7 min read
Microtransactions and Subscriptions in Vehicles
Would you pay $18 a month for heated seats in your vehicle? Do you believe a feature such as heated seats should be a standard issue in new vehicles, without a monthly payment? The automotive world is torn on microtransactions and subscriptions. Read on to find out why.
More Automakers Exploring Microtransactions And Subscriptions In Vehicles
The newest trend being implemented this year by auto manufacturers is a subscription model for select features. Following the example of tech companies that sell software services as a source of recurring revenue, auto manufacturers are now starting to put some of their vehicle features behind a paywall that requires a monthly subscription to access. Today’s new cars are built with software that makes it possible to patch issues and add features with over-the-air software updates, making it easy for carmakers to turn features on and off for individual cars at will. But the question remains... will car buyers be happy with having to pay monthly for things like heated seats and acceleration?
Previously, having to pay a monthly fee to access additional features on a vehicle was limited to luxury car brands. As more car brands add more computers and software to their new models, the ability to customize the car features to each customer becomes more of a possibility. The ultimate goal is to make cars that are easily customizable for the owner and that will remain up-to-date for years after the initial purchase. However, there is a stark contrast between car manufacturers. BMW, for example, has introduced a program called "Functions on Demand" that offers premium subscription options such as Remote Engine Start and BMW Drive Recorder through software updates. BMW recently has gone public with a statement regarding their subscription models, insisting these types of plans will not be introduced in the USA. Currently, they are only being rolled out in full force in South Korea.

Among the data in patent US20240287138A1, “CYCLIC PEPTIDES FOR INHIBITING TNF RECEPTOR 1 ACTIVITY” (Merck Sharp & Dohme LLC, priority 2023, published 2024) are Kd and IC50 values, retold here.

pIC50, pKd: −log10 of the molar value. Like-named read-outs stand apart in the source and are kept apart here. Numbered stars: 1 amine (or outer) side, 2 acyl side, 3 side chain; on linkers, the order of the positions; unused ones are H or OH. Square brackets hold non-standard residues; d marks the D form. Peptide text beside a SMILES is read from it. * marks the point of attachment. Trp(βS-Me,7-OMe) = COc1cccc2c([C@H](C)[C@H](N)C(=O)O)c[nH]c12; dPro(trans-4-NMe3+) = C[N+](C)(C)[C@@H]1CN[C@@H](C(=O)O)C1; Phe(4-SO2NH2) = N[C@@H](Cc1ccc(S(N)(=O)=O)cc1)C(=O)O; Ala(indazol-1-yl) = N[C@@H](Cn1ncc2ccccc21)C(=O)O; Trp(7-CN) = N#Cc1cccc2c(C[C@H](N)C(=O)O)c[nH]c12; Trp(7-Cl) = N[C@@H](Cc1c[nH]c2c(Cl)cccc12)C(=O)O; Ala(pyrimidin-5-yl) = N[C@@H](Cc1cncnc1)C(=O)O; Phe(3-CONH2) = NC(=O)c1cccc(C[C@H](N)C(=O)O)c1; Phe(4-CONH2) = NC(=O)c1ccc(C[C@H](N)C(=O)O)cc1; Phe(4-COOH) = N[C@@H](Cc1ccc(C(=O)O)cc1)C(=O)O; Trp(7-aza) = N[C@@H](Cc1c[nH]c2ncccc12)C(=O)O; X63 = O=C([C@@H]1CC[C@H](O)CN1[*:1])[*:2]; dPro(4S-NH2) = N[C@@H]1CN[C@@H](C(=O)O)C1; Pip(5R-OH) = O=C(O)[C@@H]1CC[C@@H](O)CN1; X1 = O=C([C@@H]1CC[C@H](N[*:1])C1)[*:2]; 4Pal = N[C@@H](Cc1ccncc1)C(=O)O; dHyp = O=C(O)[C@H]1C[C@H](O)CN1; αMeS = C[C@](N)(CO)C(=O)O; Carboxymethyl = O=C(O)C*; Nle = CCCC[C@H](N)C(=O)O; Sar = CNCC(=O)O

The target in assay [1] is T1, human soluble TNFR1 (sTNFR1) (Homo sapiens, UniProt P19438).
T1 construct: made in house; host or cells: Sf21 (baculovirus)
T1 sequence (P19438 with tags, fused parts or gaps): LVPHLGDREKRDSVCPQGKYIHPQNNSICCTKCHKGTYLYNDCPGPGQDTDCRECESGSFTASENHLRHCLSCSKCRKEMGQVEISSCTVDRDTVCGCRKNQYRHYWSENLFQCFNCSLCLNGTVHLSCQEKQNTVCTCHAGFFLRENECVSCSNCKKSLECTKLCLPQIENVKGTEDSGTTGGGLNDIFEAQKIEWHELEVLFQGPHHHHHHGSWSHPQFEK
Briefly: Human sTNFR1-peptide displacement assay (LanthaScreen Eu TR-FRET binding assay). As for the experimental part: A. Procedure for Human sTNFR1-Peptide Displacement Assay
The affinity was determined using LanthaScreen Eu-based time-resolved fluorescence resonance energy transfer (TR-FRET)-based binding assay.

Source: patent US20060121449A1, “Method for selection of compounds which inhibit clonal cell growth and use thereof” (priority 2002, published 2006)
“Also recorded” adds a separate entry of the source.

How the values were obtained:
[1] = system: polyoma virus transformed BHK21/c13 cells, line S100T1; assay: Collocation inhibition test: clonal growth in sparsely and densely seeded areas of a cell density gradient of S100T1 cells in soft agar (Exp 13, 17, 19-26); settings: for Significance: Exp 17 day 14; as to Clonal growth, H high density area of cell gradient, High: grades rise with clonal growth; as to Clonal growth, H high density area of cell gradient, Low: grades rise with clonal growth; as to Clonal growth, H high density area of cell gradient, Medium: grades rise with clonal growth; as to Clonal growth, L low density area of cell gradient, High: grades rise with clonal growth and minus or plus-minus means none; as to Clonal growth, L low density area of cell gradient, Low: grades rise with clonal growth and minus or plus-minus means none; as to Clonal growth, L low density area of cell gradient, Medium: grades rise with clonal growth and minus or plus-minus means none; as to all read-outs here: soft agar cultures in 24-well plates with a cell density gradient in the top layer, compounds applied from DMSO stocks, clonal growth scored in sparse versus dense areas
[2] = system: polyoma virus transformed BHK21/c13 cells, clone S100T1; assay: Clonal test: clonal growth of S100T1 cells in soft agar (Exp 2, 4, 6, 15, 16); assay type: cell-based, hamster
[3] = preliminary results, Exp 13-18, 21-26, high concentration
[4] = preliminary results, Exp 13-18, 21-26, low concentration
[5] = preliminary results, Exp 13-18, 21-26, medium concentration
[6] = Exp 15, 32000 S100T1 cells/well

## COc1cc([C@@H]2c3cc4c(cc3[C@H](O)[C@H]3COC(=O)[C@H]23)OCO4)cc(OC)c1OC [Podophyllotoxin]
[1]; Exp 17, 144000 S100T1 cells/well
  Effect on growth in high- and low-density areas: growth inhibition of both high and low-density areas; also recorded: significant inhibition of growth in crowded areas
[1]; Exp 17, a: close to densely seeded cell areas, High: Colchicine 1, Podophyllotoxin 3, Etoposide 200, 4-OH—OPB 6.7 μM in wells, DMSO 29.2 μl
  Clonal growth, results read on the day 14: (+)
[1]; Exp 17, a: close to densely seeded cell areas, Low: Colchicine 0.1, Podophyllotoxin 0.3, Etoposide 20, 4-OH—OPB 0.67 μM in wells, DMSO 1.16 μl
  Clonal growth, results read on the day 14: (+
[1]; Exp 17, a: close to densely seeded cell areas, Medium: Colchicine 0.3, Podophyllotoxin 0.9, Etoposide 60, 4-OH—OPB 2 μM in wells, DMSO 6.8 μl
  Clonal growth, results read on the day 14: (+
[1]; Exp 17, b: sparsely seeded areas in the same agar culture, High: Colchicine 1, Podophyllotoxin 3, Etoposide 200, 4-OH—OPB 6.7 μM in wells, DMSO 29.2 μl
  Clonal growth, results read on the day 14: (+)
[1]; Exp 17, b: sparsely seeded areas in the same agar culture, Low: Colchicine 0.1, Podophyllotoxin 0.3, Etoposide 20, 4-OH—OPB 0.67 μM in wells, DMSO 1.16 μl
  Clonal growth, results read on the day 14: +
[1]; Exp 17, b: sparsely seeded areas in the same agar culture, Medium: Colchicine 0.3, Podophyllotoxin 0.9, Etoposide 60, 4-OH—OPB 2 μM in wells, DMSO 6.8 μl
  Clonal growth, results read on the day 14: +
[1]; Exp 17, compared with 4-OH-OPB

While BMW tests this new business model, other manufacturers like GM say they don't ever plan on charging their customers to use heated seats. "We’re very in touch with our customers and where they find value. We know when it comes to features like safety or standard features, our customers expect it has to be included in the vehicle," said Alan Wexler, GM's senior vice president of strategy and innovation."
Many automakers already offer connected services and some of those services are attached to a subscription element. Tesla is considered by some to be a pioneer of the idea, being one of the first to offer a variety of car features for an additional fee after purchase. While features like Autopilot and a premium connectivity package being behind a paywall didn’t make many waves for the company, what the company did with its car's battery range created controversy.
The controversy began when Tesla began selling vehicles that had software-locked capabilities that were upgradable for an additional monthly feel. One of these capabilities was battery packs with a software-limited range, which could be boosted from 60 kWh to 75 kWh through software updates. Many users complained about having to pay an additional fee to unlock the full capacity of the battery.